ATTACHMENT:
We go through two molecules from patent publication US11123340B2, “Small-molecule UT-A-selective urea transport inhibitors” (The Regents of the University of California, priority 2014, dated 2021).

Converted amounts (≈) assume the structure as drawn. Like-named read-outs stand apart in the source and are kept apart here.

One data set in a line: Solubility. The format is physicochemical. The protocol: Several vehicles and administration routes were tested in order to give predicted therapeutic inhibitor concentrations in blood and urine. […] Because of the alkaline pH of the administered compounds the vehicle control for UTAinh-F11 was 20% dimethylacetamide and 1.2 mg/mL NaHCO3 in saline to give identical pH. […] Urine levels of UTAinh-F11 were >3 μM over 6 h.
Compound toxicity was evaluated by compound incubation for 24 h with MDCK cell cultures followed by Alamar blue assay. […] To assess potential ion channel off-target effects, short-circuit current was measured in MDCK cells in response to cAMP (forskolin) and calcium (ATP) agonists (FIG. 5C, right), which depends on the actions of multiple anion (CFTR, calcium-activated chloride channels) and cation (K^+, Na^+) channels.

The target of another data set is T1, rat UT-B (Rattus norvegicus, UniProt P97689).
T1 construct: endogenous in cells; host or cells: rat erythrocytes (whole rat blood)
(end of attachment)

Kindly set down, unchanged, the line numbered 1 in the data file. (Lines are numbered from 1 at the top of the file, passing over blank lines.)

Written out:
We go through two molecules from patent publication US11123340B2, “Small-molecule UT-A-selective urea transport inhibitors” (The Regents of the University of California, priority 2014, dated 2021).